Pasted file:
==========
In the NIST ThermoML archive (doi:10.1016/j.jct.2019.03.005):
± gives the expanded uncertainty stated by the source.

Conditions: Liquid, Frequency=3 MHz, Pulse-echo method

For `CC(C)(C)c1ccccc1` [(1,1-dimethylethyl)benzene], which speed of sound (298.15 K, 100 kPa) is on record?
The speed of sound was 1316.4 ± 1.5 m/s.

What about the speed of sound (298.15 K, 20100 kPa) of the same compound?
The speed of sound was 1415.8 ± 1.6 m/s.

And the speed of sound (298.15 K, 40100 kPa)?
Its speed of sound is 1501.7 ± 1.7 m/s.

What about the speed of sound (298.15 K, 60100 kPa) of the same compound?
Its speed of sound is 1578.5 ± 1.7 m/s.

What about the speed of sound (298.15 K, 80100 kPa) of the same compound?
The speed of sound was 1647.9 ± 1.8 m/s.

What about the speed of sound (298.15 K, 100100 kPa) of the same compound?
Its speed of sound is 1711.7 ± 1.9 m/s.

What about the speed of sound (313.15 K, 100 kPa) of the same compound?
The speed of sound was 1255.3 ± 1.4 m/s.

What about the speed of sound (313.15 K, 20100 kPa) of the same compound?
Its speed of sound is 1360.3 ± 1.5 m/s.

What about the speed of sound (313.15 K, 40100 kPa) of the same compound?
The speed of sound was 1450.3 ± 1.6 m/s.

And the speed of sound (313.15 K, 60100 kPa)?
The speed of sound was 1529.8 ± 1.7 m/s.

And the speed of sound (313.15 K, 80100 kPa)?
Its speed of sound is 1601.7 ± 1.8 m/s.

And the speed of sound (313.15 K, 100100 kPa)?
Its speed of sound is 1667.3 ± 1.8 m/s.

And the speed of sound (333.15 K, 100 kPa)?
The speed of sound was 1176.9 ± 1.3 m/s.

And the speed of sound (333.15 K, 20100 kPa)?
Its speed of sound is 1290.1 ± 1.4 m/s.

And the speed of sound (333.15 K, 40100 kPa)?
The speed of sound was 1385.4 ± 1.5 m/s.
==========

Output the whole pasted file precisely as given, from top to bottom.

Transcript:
In the NIST ThermoML archive (doi:10.1016/j.jct.2019.03.005):
± gives the expanded uncertainty stated by the source.

Conditions: Liquid, Frequency=3 MHz, Pulse-echo method

For `CC(C)(C)c1ccccc1` [(1,1-dimethylethyl)benzene], which speed of sound (298.15 K, 100 kPa) is on record?
The speed of sound was 1316.4 ± 1.5 m/s.

What about the speed of sound (298.15 K, 20100 kPa) of the same compound?
The speed of sound was 1415.8 ± 1.6 m/s.

And the speed of sound (298.15 K, 40100 kPa)?
Its speed of sound is 1501.7 ± 1.7 m/s.

What about the speed of sound (298.15 K, 60100 kPa) of the same compound?
Its speed of sound is 1578.5 ± 1.7 m/s.

What about the speed of sound (298.15 K, 80100 kPa) of the same compound?
The speed of sound was 1647.9 ± 1.8 m/s.

What about the speed of sound (298.15 K, 100100 kPa) of the same compound?
Its speed of sound is 1711.7 ± 1.9 m/s.

What about the speed of sound (313.15 K, 100 kPa) of the same compound?
The speed of sound was 1255.3 ± 1.4 m/s.

What about the speed of sound (313.15 K, 20100 kPa) of the same compound?
Its speed of sound is 1360.3 ± 1.5 m/s.

What about the speed of sound (313.15 K, 40100 kPa) of the same compound?
The speed of sound was 1450.3 ± 1.6 m/s.

And the speed of sound (313.15 K, 60100 kPa)?
The speed of sound was 1529.8 ± 1.7 m/s.

And the speed of sound (313.15 K, 80100 kPa)?
Its speed of sound is 1601.7 ± 1.8 m/s.

And the speed of sound (313.15 K, 100100 kPa)?
Its speed of sound is 1667.3 ± 1.8 m/s.

And the speed of sound (333.15 K, 100 kPa)?
The speed of sound was 1176.9 ± 1.3 m/s.

And the speed of sound (333.15 K, 20100 kPa)?
Its speed of sound is 1290.1 ± 1.4 m/s.

And the speed of sound (333.15 K, 40100 kPa)?
The speed of sound was 1385.4 ± 1.5 m/s.